VANITY: Adding condish, oils and but­ters to define & mois­tur­ize my beau­ti­ful 3b curls. Twists outs to reduce frizz, braid outs at night to avoid a bird’s nest in the morn­ing, cute styles and acces­sories, prod­ucts to make my hair the sex­i­est thing ever and ETC ETC ETC!

That’s the dif­fer­ence. Even though neces­si­ty to me is more impor­tant, the van­i­ty is there to make my hair more attrac­tive.

Although I do agree with the rea­sons pre­sent­ed in the arti­cle in rela­tion to car­ing for my hair, I dis­agree with what­ev­er research blah, blah, blah that con­tin­u­al­ly con­tends that black wom­en spend SO much more time and mon­ey on their hair. Any wom­an, black, white, asian, his­pan­ic, who gives a care about the the health and appear­ance of her hair, spends a good amount of time AND mon­ey on it.  I mean real­ly, if you go to any main­stream store, who are most of the prod­ucts catered to/targeted towards. If they weren’t buy­ing the prod­ucts, stores wouldn’t con­tin­ue to stock… Read more »
Sor­ry, but the claims are not neg­a­tive tom fool­ery. Black wom­en do spend more on their hair this can be seen by the val­ue of the black hair mar­ket, why are white com­pa­nies now jump­ing on the band wag­on, because they have realised it too. In the UK com­pa­nies have recog­nised the pow­er of the pink pound, as in gay and les­bians who have more dis­pos­able income as they are less like­ly to have chil­dren. Of course wom­en of oth­er colours spend thou­sands of pounds on their hair but black wom­en are more like­ly to spend this amount on their hair… Read more »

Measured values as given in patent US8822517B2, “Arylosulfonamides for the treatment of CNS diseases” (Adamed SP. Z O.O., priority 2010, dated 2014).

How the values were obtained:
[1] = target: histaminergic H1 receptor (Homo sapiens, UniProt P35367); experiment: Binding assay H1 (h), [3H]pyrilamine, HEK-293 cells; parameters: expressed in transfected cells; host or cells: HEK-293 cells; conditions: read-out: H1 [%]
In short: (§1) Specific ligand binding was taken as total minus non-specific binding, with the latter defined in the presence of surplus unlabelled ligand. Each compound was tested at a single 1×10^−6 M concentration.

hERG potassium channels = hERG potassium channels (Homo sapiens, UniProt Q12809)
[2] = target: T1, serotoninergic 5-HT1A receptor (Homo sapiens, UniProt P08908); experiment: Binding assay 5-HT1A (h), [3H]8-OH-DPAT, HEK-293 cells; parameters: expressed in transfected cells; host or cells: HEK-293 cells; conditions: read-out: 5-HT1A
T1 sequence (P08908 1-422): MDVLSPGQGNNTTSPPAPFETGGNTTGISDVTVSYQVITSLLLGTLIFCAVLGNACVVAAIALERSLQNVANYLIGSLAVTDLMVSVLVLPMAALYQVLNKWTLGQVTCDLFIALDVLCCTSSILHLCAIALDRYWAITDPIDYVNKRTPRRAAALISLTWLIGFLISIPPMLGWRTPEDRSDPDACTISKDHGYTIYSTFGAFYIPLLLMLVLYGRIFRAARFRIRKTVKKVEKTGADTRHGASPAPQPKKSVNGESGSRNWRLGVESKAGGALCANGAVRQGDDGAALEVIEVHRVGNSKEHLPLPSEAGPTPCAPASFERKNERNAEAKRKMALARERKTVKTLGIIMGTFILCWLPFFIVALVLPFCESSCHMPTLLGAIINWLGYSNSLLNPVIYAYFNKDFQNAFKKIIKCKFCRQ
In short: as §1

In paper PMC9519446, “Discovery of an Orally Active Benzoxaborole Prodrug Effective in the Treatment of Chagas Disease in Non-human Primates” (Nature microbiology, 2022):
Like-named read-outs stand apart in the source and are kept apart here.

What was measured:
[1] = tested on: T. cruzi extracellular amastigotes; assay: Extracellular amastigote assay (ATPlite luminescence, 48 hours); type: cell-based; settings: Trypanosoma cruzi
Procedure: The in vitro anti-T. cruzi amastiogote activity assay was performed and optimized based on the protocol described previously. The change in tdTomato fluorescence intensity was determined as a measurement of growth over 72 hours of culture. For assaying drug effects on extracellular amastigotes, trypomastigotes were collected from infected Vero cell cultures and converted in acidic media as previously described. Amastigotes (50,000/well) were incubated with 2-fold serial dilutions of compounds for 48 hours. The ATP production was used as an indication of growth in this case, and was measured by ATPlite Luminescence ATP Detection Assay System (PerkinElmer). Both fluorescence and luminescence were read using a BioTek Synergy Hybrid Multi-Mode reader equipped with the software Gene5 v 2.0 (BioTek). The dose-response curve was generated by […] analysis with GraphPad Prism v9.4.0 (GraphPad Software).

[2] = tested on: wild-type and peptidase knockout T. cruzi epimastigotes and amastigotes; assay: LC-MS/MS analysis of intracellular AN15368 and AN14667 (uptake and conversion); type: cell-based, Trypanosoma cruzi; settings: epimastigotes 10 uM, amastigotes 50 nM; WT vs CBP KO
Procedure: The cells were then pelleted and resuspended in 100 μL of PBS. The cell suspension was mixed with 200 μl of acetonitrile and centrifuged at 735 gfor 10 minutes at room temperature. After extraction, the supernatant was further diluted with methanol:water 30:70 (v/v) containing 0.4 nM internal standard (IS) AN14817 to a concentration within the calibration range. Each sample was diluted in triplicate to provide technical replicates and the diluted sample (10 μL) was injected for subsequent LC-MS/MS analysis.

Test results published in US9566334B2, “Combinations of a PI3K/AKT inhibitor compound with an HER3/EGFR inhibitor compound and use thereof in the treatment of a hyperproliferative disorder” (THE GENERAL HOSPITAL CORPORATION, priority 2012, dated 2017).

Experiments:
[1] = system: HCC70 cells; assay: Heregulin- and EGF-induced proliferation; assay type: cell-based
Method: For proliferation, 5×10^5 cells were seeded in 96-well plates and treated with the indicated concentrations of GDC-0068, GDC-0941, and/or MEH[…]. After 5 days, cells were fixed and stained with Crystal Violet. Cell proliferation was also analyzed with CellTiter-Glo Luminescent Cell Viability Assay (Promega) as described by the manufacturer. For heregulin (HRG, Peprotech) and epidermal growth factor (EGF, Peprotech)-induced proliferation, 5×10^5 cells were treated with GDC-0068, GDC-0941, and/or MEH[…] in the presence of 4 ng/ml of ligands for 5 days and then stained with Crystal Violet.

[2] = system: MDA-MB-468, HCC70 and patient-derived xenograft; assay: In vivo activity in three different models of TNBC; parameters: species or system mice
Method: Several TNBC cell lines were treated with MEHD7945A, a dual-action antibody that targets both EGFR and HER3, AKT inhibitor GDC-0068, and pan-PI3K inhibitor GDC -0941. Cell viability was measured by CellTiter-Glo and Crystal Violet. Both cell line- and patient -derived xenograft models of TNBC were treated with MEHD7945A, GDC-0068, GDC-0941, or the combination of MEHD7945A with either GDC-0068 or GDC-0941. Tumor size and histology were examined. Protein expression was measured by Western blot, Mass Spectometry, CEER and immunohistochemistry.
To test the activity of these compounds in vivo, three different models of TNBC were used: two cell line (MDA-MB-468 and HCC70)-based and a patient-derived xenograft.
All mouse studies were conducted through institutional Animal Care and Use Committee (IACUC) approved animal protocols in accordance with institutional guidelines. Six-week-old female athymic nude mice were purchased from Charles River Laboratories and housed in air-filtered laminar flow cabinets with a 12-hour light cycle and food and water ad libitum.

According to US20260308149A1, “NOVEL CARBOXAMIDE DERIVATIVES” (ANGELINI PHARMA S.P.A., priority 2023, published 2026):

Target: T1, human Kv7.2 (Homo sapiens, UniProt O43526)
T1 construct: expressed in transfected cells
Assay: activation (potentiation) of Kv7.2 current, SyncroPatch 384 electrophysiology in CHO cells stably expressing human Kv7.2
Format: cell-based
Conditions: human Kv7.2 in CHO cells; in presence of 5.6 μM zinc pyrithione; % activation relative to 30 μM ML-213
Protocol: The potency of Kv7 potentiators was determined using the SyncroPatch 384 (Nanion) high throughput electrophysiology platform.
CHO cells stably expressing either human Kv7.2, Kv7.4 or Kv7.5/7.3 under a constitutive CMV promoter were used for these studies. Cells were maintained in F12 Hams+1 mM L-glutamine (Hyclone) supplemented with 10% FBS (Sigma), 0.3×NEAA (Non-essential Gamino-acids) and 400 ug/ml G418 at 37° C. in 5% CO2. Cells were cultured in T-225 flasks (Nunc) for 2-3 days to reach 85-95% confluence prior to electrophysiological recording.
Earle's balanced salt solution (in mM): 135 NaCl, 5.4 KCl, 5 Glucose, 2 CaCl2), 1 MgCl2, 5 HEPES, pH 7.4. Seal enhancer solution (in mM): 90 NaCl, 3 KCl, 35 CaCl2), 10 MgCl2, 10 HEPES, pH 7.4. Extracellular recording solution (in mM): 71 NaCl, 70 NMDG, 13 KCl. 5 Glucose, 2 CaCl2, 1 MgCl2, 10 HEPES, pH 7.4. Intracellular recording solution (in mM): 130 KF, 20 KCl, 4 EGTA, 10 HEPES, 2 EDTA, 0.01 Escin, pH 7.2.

+100!!! So right- I total­ly agree with that. Most hair prod­ucts (and hair pro­duct adver­tis­ing) is direct­ed at cau­casian wom­en with long straight hair- which is why so many of us fall into that “brain­washed by the media” trap of always want­i­ng the same. How many pro­duct ads do you see tar­get­ing black wom­en with nat­u­ral hair? None. We buy our prod­ucts yes- but “fragili­ty” is real­ly not a prob­lem when we take good care of our hair. I’m so tired of that whole “treat your afro tex­tured hair like a ‘silk blouse’ ” as one site put it. My… Read more »
The rea­sons why Black female spend alot of mon­ey on hair care nat­u­ral or not is attract the males most desire which are Black males. If Black males decid­ed tomor­row that 4 tex­tured hair was beau­ti­ful and only desired it it would change Black peo­ple. Give it about a mon­th to catch on and and a lot of Black females would be nat­u­ral and those who do not have 4 tex­tured hair would alter their hair to get it. It’s real­ly that sim­ple. Most females alter their looks to attract the male they desire. When a female doesn’t want to… Read more »